Cosmetic surgery training

Students who want to enter the medical profession will spend many years learning everything they need to know about becoming a doctor or a nurse. They will also spend a number of years training on the job, being monitored and assessed. However, for those who want to specialize in a specific field such as cosmetic surgery, further training will be required.

If this is the area that you would like to work in, then you need to find out exactly what the entry requirements for that part of the profession are. Information will be available from the General Medical Council and the Royal College of Surgeons.

Working with anatomical implants is not the same as diagnosing and treating illness. It is a specialty that can see you working both in the NHS, perhaps as part of a team that helps to reconstruct facial disfigurement, or you can work in the private cosmetic surgery industry. There are many people these days who turn to anatomical implants to help to boost their confidence, perhaps after other surgeries.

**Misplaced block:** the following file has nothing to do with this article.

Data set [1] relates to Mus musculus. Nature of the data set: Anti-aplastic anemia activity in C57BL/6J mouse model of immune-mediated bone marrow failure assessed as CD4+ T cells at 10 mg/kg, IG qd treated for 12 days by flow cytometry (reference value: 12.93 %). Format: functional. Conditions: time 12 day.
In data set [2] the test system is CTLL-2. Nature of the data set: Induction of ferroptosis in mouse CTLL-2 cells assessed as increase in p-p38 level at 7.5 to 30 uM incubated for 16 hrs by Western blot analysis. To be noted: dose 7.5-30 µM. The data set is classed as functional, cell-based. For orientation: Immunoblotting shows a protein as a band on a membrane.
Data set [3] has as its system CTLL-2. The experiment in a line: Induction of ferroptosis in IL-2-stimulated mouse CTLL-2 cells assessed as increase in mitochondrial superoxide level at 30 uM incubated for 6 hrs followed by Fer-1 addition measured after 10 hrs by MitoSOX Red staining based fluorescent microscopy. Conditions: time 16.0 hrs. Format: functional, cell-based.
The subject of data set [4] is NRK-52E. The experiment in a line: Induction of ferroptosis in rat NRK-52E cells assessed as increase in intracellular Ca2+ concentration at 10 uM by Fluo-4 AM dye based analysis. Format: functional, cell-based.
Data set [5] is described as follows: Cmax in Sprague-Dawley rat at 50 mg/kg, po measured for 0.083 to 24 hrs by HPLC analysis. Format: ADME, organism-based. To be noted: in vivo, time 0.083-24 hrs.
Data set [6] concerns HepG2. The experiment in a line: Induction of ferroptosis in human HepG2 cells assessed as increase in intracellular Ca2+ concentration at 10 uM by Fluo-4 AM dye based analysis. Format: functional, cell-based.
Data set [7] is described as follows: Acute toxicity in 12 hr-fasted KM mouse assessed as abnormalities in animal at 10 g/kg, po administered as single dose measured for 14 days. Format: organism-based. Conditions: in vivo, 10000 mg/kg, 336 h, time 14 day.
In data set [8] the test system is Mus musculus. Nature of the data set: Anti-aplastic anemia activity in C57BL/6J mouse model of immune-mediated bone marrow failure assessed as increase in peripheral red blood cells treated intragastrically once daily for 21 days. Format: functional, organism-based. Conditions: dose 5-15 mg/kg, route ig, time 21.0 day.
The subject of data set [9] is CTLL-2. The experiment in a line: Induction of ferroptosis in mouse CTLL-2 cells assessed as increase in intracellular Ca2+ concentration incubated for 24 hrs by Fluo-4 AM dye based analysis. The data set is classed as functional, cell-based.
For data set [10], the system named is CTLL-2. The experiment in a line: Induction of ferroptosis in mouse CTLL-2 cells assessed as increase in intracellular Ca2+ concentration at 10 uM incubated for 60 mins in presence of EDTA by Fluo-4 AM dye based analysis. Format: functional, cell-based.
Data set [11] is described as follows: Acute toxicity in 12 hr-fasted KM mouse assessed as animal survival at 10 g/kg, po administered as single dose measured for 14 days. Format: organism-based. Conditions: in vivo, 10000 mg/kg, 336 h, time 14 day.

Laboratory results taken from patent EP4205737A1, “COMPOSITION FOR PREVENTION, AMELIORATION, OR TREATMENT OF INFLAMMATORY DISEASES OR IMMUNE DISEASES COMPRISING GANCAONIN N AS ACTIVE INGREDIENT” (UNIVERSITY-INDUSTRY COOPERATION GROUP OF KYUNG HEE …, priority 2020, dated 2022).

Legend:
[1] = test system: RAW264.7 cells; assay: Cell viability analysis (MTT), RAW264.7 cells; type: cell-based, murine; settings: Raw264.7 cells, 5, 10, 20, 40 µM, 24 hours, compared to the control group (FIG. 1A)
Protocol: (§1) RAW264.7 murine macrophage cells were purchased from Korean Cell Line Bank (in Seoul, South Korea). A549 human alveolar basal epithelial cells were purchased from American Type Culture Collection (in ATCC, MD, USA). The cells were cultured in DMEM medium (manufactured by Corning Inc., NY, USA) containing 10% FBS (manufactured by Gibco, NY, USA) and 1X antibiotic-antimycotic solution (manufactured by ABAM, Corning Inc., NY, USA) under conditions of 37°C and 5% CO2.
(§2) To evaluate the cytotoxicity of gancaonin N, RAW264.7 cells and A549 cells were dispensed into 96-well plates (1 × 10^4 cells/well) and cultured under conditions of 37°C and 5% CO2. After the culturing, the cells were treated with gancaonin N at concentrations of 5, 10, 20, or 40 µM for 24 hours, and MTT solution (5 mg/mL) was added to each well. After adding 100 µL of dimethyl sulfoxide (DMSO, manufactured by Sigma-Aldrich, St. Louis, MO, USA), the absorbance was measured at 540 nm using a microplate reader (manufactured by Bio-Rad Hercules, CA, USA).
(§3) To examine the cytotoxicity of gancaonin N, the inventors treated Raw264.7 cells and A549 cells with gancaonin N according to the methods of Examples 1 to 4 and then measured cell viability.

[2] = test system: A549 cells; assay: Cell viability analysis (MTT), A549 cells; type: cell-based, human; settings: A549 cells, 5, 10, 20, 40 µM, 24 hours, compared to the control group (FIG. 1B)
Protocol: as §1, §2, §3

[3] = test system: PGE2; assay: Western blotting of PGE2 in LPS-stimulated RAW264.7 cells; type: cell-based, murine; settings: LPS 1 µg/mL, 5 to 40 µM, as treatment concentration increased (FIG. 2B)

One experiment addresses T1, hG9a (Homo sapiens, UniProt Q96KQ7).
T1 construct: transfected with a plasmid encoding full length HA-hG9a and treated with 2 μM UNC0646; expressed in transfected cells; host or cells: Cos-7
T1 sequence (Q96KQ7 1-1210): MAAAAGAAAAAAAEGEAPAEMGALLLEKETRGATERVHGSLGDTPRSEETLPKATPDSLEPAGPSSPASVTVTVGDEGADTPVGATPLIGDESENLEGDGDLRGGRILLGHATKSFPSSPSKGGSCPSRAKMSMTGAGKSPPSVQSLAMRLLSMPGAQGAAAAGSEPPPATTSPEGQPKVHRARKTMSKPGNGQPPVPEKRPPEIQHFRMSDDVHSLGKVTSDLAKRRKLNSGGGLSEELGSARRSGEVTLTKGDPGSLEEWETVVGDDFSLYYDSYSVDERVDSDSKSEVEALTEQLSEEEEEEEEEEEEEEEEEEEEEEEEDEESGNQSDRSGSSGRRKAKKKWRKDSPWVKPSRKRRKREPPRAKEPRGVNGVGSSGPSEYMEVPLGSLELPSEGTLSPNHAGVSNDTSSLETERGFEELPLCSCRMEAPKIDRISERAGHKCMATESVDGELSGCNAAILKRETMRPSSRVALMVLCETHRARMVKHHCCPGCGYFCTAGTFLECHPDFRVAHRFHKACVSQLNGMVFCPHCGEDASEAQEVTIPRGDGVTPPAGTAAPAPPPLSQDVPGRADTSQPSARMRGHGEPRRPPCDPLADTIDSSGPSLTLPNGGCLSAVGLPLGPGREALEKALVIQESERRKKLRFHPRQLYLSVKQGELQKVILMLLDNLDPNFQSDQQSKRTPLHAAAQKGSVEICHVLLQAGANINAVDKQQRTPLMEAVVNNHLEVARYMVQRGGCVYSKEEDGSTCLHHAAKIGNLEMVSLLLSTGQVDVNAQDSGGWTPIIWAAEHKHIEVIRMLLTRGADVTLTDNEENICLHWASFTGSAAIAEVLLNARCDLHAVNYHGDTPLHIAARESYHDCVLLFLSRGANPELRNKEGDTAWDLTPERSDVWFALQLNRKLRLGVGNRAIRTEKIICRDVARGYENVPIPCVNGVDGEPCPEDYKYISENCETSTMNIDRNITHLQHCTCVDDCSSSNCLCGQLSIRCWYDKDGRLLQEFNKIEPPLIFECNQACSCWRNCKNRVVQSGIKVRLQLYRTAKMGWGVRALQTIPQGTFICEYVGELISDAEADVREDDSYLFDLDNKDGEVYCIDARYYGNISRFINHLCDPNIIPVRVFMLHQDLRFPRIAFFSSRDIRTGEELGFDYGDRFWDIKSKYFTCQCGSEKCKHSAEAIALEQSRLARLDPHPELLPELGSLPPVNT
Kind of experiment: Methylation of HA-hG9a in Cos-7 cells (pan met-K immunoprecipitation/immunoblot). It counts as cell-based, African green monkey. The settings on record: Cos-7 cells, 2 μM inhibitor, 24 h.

Finding cosmetic surgery training

The first step after finishing the main medical training, is to apply for the core surgical training. This is a highly competitive training program and there are several applicants for every place. Once on the training program, every 4-6 months there will be a change in the type of surgery that you do. To specialize in cosmetic surgery, you would need to spend six months of the surgery training focusing on that area.

There are further specialist training courses that can be completed, but not all of these attract funding from the NHS. Students who want to go even further with their training will need to find a way to self-fund a place on the courses that are not covered by the NHS.